a little preprocessor for literate programming
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a little preprocessor for literate programming



Literate programming is the increasingly sensible idea popularized by Donald Knuth that source code should be written and/or richly annotated for clarity to human readers instead of mercilessly optimized for computing efficiency. This script is a tiny text preprocessor based on bash and awk which allows you to write all your source code in GitHub Flavored Markdown with beautiful rich annotations (links! pictures! whatever!) and then quickly send the content of the Markdown code blocks into parallel code-only files. For a quick illustration, compare the annotated source of the included hello-world script to its compiled output.


Feel free to clone this repository, but you can also just download the script. It is self contained and there are no dependencies beyond bash and awk, which you almost certainly already have.


To compile literate source code, simply run the script.

# compile literate code files
$ ./lit.sh

The script takes one optional argument, which is a UNIX file pattern. If you don't supply one, it will compile any Markdown files it finds in the current directory.

# compile literate code files in the current directory
$ ./lit.sh

# compile literate code files in the src subdirectory
$ ./lit.sh ./src/*

Bash sometimes gets weird when it's passed file patterns as script arguments, so if you're seeing unexpected behavior, try quoting the file pattern and passing it as a string instead.

# compile literate code files in the src subdirectory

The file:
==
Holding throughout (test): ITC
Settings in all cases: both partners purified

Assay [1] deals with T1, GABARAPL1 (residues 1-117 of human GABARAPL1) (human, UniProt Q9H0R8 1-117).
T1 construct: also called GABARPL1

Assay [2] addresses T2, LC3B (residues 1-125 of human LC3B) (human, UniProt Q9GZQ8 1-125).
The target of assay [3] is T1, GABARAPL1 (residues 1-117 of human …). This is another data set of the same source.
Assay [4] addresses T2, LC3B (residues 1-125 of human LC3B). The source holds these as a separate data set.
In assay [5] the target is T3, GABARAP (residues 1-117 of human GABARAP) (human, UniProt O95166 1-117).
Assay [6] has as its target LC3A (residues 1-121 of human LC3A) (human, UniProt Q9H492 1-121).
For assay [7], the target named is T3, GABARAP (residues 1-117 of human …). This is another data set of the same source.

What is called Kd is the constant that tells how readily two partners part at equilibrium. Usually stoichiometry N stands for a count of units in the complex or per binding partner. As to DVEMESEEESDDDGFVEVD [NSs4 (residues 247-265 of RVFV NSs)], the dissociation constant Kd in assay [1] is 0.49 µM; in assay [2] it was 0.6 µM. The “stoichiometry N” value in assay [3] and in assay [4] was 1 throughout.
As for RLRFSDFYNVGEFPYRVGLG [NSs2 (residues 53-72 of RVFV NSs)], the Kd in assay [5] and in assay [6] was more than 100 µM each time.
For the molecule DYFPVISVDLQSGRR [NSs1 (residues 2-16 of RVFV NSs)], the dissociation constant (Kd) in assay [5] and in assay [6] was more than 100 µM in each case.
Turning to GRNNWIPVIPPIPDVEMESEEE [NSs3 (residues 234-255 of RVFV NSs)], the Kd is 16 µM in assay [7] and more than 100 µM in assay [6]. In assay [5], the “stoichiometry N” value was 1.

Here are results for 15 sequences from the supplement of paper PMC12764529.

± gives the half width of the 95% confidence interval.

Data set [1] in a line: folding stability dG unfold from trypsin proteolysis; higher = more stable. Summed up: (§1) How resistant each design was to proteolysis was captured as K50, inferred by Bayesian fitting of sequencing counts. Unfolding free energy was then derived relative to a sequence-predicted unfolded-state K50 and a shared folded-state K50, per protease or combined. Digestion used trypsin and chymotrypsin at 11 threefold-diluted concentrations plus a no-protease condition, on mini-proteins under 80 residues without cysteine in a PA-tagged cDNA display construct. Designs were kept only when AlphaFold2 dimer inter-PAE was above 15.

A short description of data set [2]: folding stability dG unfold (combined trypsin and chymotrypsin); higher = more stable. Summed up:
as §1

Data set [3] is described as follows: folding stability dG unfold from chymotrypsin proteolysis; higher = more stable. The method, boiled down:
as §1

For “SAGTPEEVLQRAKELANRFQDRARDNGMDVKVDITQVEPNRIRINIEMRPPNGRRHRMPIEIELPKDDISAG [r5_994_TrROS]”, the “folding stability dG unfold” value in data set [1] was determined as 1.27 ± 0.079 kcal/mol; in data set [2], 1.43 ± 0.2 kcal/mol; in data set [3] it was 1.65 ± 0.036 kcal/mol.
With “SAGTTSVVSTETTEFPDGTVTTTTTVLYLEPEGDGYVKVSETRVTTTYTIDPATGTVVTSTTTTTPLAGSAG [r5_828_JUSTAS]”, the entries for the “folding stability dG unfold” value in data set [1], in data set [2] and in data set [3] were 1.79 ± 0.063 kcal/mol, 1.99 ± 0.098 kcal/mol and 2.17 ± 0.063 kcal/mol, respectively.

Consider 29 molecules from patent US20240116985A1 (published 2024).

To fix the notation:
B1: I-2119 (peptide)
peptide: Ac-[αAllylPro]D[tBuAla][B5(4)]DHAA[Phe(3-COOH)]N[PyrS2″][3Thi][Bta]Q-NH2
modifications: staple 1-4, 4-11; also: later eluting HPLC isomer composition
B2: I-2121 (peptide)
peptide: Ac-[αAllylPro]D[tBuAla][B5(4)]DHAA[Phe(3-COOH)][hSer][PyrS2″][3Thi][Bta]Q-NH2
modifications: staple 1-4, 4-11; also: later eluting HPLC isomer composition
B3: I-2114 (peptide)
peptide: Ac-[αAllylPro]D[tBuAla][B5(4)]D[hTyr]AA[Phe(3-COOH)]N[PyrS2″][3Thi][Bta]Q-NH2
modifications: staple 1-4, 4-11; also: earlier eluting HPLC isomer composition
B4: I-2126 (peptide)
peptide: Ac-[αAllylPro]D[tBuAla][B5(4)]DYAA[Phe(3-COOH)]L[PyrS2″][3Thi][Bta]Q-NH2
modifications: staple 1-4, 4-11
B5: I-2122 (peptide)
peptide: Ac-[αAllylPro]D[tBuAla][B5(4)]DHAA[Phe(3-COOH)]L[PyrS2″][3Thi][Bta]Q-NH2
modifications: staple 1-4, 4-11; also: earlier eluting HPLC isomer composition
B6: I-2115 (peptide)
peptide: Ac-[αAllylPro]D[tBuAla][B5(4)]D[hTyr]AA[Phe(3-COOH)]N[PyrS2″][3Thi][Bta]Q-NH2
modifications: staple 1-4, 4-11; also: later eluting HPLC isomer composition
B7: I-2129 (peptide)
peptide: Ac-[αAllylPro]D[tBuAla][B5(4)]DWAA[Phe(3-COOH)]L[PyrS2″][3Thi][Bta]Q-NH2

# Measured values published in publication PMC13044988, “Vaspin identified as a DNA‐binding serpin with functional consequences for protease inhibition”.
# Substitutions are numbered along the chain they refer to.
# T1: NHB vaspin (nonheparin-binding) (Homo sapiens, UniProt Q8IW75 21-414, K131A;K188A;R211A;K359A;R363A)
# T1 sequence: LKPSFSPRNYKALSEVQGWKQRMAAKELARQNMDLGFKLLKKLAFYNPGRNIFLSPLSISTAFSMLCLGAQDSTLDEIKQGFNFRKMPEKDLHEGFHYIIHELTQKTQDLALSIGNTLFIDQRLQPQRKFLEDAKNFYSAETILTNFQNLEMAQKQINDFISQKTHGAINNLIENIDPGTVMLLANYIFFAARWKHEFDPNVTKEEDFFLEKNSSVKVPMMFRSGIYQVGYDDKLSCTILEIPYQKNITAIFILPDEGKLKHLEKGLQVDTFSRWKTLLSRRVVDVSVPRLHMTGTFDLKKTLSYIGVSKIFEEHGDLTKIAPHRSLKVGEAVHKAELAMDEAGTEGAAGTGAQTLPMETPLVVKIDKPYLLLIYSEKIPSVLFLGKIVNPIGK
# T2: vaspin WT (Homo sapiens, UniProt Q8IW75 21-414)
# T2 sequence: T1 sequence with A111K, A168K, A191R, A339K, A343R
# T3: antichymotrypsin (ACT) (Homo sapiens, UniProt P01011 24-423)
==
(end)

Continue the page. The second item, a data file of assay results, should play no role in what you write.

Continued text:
$ ./lit.sh "./src/*"

In addition to your file pattern, filenames must contain two extensions in order for the compiler to operate on them. The first should be the regular extension for the language you're compiling to, and the second should be the Markdown .md extension.

For example, these filenames would be compiled:

  • myscript.js.md
  • some_program.py.md

These would not be compiled:

  • myscript.js
  • README.md


  • This script will work with any language.
  • If you write your code this way, your software documentation will be great.
  • Unlike most other literate programming tools, this script is transparently backwards compatible with non-literate code. To start literate programming with any file in a project, copy the original file, append the .md extension, add backticks at the top and bottom of the file, and then you're ready to start working in Markdown. Compiled changes will overwrite the original file and thus will be properly tracked by version control systems like Git.
  • More complex literate programming tools introduce the possibility of control flow using language instead of code, which means the program cannot function without the compiler. This script has linear output, which means you can also brute-force compile it simply by manually deleting the Markdown. In the unlikely event that you both decide literate programming isn't for you and can no longer access this script, you can still quickly extract all your code with a little elbow grease.


  • This will probably break function folding in your code editor of choice.
  • Line numbers in the source will differ from line numbers reported by debuggers. Source maps would solve this problem for JavaScript and CSS, but haven't yet been implemented because unfortunately equivalents don't exist for all the other languages you might write.


This isn't quite true to the original conception of literate programming, which particularly advocated for nonlinear compiling so source code can be structured for humans and then reorganized for execution.


  • Most modern programming languages mitigate the importance of this feature by allowing functions and objects to be defined in memory fairly freely and then executed later.
  • Nonlinear compiling introduces an irreversible dependency on the compiler; the nonlinear logic added by the literate programming tool effectively becomes part of the application code.
  • If you really want nonlinear compiling, you are free to implement it in your build process by using grunt-concat or similar – that is, it is still possible using this tool if you just use separate files for each block and concatenate elsewhere. You may not like the idea of making your build process part of your application logic, but that's not actually so different from doing the same using your literate programming tool.


This lil guy: